By rights, the afternoon of the third day of London Collections: Men should have seen a gradual winding down – the inevitable consequence of three days of overload and newness, piling high on the brain. But Sunday was a day of first (and, in some cases, second) comings; of Richard Nicoll’s menswear debut, of Meadham Kirchhoff’s return to the fold after a six-year break from menswear design, and of Aitor Throup’s tantalisingly intimate presentation (more a preview of coming attractions than an actual showcase) at the St Martins Lane Hotel.
Throup’s career is a measure of the absolute divergence between a designer’s presence on the runways, and their impact on a city’s fashion identity. He’s shown only once before (in London) – an eerie, suspended room of wire-mannequin trumpeters in densely articulated trousers which provided one of the highlights of the first ever Menswear day back in 2009. And where the rest of that day’s names – Katie Eary, J.W. Anderson, James Long, bStore, Martine Rose – have tracked a path which has built up, season on season, show on show, into a recognisable identity, Throup seems to inhabit a completely different world.
It’s a route helped in no small part by his collaborations with Umbro and Stone Island, which have allowed him to apply his intense, spectacularly anatomical discipline to performance sportswear; and his conspicuous, patience-straining absence – broken by occasional international showcases and short-run bursts of mainline production – have only whetted the market’s appetite for more.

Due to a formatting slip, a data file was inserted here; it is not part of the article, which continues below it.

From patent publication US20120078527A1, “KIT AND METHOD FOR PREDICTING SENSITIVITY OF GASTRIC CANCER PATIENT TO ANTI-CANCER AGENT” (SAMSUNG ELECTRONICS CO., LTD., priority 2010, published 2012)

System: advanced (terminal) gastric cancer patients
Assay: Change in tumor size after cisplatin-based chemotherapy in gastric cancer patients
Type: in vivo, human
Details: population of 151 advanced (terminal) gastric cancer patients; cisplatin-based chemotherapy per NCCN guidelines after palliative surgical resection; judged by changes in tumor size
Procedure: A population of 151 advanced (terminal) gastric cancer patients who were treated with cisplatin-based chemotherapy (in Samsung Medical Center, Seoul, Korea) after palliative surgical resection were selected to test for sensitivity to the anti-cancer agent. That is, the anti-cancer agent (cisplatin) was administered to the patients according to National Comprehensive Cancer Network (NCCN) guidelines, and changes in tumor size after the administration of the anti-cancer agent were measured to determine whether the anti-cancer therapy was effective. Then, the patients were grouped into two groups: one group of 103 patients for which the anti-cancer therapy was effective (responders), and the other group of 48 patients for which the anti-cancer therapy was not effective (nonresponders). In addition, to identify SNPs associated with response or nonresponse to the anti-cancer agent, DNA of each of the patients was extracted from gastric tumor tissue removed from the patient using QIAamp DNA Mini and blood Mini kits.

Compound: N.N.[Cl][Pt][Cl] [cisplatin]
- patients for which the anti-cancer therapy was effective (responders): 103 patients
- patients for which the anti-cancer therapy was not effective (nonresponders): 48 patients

It’s not hard to see why – it’s the same combination of obstinate meticulousness and vivid imagination that’s kept both Azzedine Alaia and Hussein Chalayan on the radar despite their prolonged absences from the seasonal calendar, instilling audiences with ravening hunger. And Throup’s work, in particular, has always been tantalising – those dynamic, scrunched-up illustrations of figures in frozen motion which dominate his website have long been his sole representation in the real world.
So the St. Martins Lane show was significant, less for what it actually contained than for the promise it insinuated – that Throup was finally readying for the launch of a commercial range for SS13. And whilst it was more of the same (those exquisitely detailed stop-motion trousers and coats, those lines of skulls, those again-suspended wire ghosts) it was a fascinating summation of an aesthetic which has already seeped deep into popular culture. Hooligans, gods, horsemen, heroes and victims; these are the archetypes who’ve suffused the designer’s voyage through the psyche of modern menswear, evolving an armour which – instead of concealing and formalising an idealised, impervious strength – instead hunched and sheltered and warped around the body’s own deformities and oddities. The sole representative of next season’s actual collection (a range of 22 individual pieces) was a skull bag, which – strapped onto the body – got straight to the core of Throup’s uniqueness. Where the rest of menswear is streamlining and simplifying, playing with surfaces to conjure up identity, his strange-fruit protuberances come dangerously close to embodying the kind of internal, anguished masculinity which no amount of print, or colour, or structure can disguise.